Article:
The White Dog Cafe said it was quitting the stuff. You could imagine the day when bottleholics would be ushered to the sidewalk as harshly as smokers.
But sales, in fact, never stalled. Last year, they jumped 10 percent globally. Too much easy money (a projected $16 billion this year) was at stake to let a black eye slow things down: Marketing would simply ramp up; it had pumped bottled water consumption from five gallons per person a year in 1987 to, astonishingly, 27 gallons by 2006.
So if you happened by an Acme supermarket, a Target, even the new DiBruno Bros. digs beneath the Comcast Center last week, you could drink in the quivering second wave - entire walls of water, six-packs promising to quench a lot more than thirst.
Bottled water had been reinvented. It wasn't just about portability anymore, or status (in fact, Madonna and Matt Damon were suddenly batting for the tap team), or fear of contaminants, or the gospel of "hydration."
Now it was, well, about everything else - making you skinnier, smarter, peppier, better lubricated elbow to knee - at markups that, conservatively, were about 1,000 percent.
Like the pills in Jefferson Airplane's "White Rabbit," one bottle - SoBe's Life Water, at 100 sugary calories - could make you larger; and one (Bala Cynwyd-based Skinny Water, with purported appetite reducers) could make you small.
Glaceau's VitaminWater with Vitamin B and guarana for "extra kick" competes with Snapple's Antioxidant Water, a "nutrient enhanced water beverage" that's high on electrolytes.
For geezers, there's Joint Juice with glucosamine. For kids, lemon Bot with "75 percent less sugar then 100 percent fruit juice." (Or 40 calories more per 12-ounce bottle than 100 percent H2O.)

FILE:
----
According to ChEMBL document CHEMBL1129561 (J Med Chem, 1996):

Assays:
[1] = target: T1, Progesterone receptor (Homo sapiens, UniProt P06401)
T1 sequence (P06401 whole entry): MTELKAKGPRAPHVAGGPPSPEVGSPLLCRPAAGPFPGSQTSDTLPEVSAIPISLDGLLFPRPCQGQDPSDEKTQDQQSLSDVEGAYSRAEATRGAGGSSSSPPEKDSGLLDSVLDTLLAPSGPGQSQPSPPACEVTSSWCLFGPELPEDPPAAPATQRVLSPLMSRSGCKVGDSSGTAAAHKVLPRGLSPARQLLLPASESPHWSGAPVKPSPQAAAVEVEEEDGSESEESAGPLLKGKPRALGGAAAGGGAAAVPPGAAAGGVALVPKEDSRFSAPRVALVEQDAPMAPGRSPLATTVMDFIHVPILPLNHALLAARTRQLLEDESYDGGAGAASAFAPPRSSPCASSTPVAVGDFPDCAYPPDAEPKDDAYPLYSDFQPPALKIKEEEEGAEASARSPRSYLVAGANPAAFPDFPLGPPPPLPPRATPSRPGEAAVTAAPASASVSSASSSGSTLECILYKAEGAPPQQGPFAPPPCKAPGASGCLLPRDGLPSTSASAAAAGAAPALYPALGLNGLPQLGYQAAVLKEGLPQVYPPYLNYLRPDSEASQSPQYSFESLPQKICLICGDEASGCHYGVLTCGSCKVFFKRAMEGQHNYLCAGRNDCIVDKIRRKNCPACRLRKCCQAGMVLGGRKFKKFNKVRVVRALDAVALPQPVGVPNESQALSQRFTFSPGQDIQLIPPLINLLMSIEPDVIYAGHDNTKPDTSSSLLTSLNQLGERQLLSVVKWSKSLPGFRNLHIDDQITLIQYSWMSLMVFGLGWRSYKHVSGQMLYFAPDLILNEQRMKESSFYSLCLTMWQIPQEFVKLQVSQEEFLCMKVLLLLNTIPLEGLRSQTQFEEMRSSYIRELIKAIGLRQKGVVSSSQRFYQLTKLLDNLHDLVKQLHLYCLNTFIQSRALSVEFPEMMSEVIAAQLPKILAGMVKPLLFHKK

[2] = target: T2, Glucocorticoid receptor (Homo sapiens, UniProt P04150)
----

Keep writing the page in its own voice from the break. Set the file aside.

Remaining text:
But Hint water takes the cake at covering the water fronts. A few weeks ago its publicist hinted the watermelon flavor could be good for your sex life: "Research has shown that watermelons yield similar effects to Viagra. . . ." (At $1.79 a 16-ounce bottle, such a deal!)
Days later, Hint touted other flavors - apparently lacking in libido-arousing properties - as "healthy snacks to combat childhood obesity."
Of course, there's also saintly Ethos water, available in your local Starbucks. One billion of the world's people lack clean water, it weeps on the label, so if you spend about $1.80 a bottle, a nickel will go to clean up Africa's water supply.
The rest of the purchase price? Well, Starbucks and Pepsi jointly sell the water. Presumably, they're cleaning up, too - like their co-waterists.
Last month, the U.S. Conference of Mayors weighed in.
The cities were footing the bill for non-recycled bottles that were filling up landfills. At the same time, corporate profiteers were dissing municipal water supplies.
Henceforth, the mayors resolved, tax dollars should no longer be frittered away on bottled water, short of emergencies and natural disasters.
The vote came belatedly for a Philadelphia initiative: The city had been having small quantities of its water bottled as Philly Tap, giving it away for events (in parks and such) beyond the reach of regular water service.
There was a touch of in-your-face about it, too: See if you can tell the difference, Mr. Dasani Man.
But Philly Tap, alas, had already been put on hold. As the price of oil skyrocketed, the cost of the bottling contract had tripled.
Can you hear someone saying, "Tipping point?"
Contact columnist Rick Nichols at 215-854-2715 or firstname.lastname@example.org. Read his recent work at http://go.philly.com/ricknichols.